We could look at the first real Thanksgiving, when Native Americans and English Puritans ate venison, corn, and shellfish for three days. Nice.
Instead, we’re talking about your various first Thanksgivings. The memorable ones that still warm your heart — or the gray November Thursdays that were an unmitigated disaster.
All those firsts add up to what Thanksgiving means to you.
The first Thanksgiving in memory.
I was the youngest of six kids, seated around our long, oval table with the center leaf added to make room for my brother’s wife, who was expecting. I was four, so the memories are hazy, but I’m sure that was the year I discovered my fondness for turkey legs.
What was your first Thanksgiving like?
Noisy, crowded? Quiet, cozy? Was your mom crying because the turkey wasn’t done until 8:30? Did your brother toss rolls at you butter side up? Did they make you eat pumpkin pie, insisting a dessert made of squash would eventually grow on you?
The first Thanksgiving after moving out.
I woke up in my efficiency apartment decorated in early Salvation Army, eager for a visit home to see my family and eat all the food I could no longer afford. I didn’t take a single covered dish. I was clueless. But they were happy to see me. Only my oldest brother noticed I was stoned. I was nineteen.
What happened the first time you went back home for Thanksgiving?
Did the house look utterly familiar yet strangely different? Was the menu the same, or did rogue vegetable dishes appear in the kitchen? Were your sisters (brothers, cousins, somebody) picking on each other constantly? Next year will be better. That’s what we tell ourselves. Hope is a good thing.
The first Thanksgiving alone.
In my early twenties, working six days a week in faraway Detroit, I couldn’t get home to eastern Pennsylvania for Thanksgiving. So, I did the drive-thru at McDonald’s. Yes, really. Told myself it was just another Thursday. Didn’t believe it for one Detroit minute.
Have you spent a Thanksgiving by yourself?
It can be a real character-building exercise. Smart people do things for others and genuinely give thanks for their many blessings. I’ll bet that’s your story. Sadly, it wasn’t mine. Not yet.
The first Thanksgiving at someone else’s house.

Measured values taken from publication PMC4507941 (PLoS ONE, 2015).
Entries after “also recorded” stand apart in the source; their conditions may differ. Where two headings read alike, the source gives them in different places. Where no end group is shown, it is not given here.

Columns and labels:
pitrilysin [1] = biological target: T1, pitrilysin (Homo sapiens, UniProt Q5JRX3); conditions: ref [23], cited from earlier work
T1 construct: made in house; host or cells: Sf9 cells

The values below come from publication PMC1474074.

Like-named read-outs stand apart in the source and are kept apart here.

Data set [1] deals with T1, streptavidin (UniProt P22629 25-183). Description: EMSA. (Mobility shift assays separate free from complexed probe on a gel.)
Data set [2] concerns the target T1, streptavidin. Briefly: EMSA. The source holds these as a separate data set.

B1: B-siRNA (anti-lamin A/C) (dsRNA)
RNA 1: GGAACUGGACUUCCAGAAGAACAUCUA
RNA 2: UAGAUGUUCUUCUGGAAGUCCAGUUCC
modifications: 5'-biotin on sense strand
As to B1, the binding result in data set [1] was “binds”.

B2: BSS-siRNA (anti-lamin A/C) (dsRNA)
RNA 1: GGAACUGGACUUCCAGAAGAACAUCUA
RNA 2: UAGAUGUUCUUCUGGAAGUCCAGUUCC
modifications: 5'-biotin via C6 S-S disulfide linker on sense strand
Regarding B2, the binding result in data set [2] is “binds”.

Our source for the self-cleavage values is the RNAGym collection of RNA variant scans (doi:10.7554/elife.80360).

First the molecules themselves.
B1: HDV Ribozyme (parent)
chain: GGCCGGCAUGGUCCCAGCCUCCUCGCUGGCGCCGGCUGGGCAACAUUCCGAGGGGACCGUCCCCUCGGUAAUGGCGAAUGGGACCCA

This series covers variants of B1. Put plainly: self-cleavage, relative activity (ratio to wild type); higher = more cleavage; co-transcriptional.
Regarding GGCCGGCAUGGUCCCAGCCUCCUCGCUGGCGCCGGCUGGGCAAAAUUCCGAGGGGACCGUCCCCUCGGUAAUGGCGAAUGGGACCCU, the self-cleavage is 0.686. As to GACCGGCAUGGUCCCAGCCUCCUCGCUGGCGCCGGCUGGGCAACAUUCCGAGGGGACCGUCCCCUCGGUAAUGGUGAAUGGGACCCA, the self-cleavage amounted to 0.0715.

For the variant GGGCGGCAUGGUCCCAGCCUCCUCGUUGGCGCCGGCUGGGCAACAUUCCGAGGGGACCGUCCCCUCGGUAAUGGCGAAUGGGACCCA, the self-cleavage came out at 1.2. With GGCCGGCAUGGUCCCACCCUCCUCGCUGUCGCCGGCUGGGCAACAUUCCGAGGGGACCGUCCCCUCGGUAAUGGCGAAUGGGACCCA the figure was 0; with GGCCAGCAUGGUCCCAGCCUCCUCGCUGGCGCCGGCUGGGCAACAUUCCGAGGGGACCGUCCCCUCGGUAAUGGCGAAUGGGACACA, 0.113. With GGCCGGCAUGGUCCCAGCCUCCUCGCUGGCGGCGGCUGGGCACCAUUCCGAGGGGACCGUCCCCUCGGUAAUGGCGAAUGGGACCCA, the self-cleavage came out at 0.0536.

Lots of memories here, all good. The stuffing wasn’t like Mom’s sage dressing, and I didn’t know all the family jokes. Still, they hugged me, fed me, and sent me home with leftover turkey and cranberry relish. I was genuinely grateful. A start.
Has someone invited you to join them for Thanksgiving?
Friends? Coworkers? How did that go? Is there one dish you take everywhere (mine is cabbage-apple-raisin slaw). What made you glad you went? Do you ever invite strays to your table on Turkey Day?
Your first Thanksgiving with a spouse.
Negotiations began in August. If we go to this in-laws’ house on Thanksgiving, we’ll visit the other in-laws for Christmas. Bill and I got engaged on Thanksgiving at his parents’ house, and then the following Thanksgiving discovered I was pregnant with their first grandchild. We earned enough brownie points to cover us for thirty years.
If you are or have been married, what was your first Thanksgiving together like?
Did you cry when the turkey wasn’t done — wait, that was your mom. How did your list of favorite dishes mesh with your spouse’s? Was it romantic? Funny? A bust? Maybe it’s a good thing a marriage has only one first Thanksgiving.
Your first Thanksgiving with a baby in the house.
Sorry, don’t remember. It happened. The food was edible. The baby wore most of it.
Maybe your memory is more dependable.
If you had a baby join you at the big people’s table in a highchair, was she wearing a “My First Thanksgiving” bib? Did he chase peas around his tray? Did she fling mashed potatoes from the end of her spoon? Did you video the child’s shenanigans for blackmail purposes later?
A first Thanksgiving with God.
I was 27, unmarried, and uncertain about a God who said He loved me. But the friends who invited me to sit at their table loved Him dearly and assured me He loved them — and me. This simple truth remains more filling than any Thanksgiving feast ever served, from 1621 to now.
Do you remember your first Thanksgiving as a believer?
If you’ve known God since childhood, maybe this is the year to put Him at the head of the table. If you’ve met Him recently, how might this year be different for you? And if you’ve wondered where He’s gone, why He’s not more present to you, or how you can restore a relationship with Someone you can’t touch or see, this is the year.
Make God welcome in your home. Open His Word at your table. Light the candles with His name on your lips. And pray like He’s listening. Because He is.